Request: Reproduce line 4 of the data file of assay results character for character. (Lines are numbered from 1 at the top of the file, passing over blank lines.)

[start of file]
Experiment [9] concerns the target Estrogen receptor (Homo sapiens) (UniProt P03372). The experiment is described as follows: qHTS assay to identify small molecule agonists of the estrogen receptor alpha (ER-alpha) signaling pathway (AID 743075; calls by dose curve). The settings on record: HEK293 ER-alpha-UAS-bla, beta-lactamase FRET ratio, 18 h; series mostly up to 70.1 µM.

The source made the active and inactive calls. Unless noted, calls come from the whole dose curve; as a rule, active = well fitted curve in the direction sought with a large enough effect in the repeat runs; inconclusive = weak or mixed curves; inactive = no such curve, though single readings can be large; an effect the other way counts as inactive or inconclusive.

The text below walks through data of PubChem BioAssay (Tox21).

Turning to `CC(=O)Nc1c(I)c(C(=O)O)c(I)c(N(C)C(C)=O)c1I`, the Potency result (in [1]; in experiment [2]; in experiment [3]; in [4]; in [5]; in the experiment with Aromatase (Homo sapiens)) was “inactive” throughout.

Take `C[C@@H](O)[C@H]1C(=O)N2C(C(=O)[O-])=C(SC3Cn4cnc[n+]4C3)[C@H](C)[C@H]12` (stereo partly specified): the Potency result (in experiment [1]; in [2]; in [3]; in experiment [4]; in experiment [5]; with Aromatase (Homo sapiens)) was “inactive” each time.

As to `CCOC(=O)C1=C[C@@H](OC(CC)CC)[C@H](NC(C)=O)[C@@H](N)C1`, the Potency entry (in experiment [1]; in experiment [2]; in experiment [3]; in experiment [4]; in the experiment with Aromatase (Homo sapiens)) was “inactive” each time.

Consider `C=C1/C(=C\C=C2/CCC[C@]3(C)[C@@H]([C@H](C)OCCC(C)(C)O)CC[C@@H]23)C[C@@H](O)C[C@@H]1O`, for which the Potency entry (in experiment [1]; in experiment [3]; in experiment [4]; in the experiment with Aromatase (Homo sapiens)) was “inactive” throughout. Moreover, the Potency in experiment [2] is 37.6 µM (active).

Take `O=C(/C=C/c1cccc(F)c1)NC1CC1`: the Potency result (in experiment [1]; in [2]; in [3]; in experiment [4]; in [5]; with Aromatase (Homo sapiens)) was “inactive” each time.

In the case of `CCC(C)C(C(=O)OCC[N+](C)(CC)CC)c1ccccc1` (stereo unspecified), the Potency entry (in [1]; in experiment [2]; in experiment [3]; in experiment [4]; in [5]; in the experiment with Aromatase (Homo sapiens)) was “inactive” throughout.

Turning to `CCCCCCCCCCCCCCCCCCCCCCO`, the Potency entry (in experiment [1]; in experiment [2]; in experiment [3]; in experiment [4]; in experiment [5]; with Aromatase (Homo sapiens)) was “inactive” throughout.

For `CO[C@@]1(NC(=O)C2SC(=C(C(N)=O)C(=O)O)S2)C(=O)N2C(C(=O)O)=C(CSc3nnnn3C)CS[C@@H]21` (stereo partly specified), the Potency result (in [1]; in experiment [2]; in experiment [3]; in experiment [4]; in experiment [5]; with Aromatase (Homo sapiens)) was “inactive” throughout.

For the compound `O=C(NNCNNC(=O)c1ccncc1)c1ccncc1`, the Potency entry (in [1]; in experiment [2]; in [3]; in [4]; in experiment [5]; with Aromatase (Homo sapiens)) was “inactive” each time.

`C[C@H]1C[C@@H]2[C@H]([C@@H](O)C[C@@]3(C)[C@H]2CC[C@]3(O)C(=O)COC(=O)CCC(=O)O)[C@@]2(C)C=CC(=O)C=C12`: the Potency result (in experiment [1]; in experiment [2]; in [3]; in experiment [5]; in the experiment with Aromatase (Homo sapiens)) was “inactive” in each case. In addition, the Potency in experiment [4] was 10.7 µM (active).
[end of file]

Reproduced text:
Turning to `CC(=O)Nc1c(I)c(C(=O)O)c(I)c(N(C)C(C)=O)c1I`, the Potency result (in [1]; in experiment [2]; in experiment [3]; in [4]; in [5]; in the experiment with Aromatase (Homo sapiens)) was “inactive” throughout.